This year’s exit polls also showed Obama dominated Romney among single women, blacks and younger voters when he carried eight of nine states both campaigns viewed as the most competitive. That has forced Republicans to recognize that the party’s base of support is shrinking because it is aging, ethnically monolithic and heavily rural.
“We’ve got to really go out and be part of those communities and we’ve got to break bread with these people,” Barbour said of the demographic groups that heavily backed Obama. “It can’t just be a press release. That’s not necessarily complicated, but it’s hard.”
Barbour’s profile has grown in recent years, especially after he was among those backing Priebus’ successful effort in January 2011 to unseat former RNC chairman Michael Steele.
Unlike his uncle, who considered a 2012 presidential bid, the younger Barbour says he has no interest in elective office and is more mild-mannered. He still lives in the community where he grew up, Yazoo City, a town where his father was once mayor.
It’s about a 50-minute commute to his job as a lobbyist in Jackson, where he mostly works on state issues as a partner at Capitol Resources, LLC. He reported almost $500,000 in fees from lobbying clients in Mississippi in 2011, the most recent year that records are available from the secretary of state’s office.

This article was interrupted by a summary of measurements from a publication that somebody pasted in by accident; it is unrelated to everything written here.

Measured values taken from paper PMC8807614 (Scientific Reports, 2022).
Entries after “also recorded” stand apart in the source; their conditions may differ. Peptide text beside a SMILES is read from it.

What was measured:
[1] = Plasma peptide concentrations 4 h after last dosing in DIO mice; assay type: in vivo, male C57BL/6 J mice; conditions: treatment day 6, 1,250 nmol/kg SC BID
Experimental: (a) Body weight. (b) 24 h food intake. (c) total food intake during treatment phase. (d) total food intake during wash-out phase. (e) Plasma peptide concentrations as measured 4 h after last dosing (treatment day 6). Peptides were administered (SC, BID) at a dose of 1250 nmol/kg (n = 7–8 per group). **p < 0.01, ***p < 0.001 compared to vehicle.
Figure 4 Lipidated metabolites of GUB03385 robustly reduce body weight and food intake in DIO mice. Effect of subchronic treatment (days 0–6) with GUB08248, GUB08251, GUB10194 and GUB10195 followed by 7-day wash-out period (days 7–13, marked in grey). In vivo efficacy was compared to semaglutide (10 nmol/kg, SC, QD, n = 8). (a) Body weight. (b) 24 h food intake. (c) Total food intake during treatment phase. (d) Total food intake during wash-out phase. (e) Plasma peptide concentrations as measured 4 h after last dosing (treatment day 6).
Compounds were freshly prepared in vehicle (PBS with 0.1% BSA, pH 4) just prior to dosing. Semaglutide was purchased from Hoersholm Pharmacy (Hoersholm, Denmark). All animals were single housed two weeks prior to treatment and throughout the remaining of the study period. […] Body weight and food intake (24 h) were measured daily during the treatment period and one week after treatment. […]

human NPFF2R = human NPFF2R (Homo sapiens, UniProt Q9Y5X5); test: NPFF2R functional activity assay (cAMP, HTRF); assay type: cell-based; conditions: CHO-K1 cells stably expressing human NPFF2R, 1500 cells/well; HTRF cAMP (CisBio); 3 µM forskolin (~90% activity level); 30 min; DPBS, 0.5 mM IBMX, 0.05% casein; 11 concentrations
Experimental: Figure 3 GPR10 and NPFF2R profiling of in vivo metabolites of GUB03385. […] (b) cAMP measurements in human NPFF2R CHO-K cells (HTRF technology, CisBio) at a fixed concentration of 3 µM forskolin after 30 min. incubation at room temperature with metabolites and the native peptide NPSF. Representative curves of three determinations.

After attending the University of Mississippi in Oxford (called “Ole Miss” by locals), he worked on George H.W. Bush’s 1988 presidential campaign and in his administration before moving to the RNC, where his uncle was chairman from 1993 to 1997.
As Republicans move forward, Barbour said some candidates need to improve their communications skills, particularly when making appeals to people who are struggling to pay their mortgage, grocery and other bills.
“We’ve got to articulate our policies in a way that people can tell the benefit of what we’re trying to do and that it’s personal,” he said. “Democrats have been much better, I think, at connecting with people in that way. And too many times, I think we sometimes come across as the accountant.”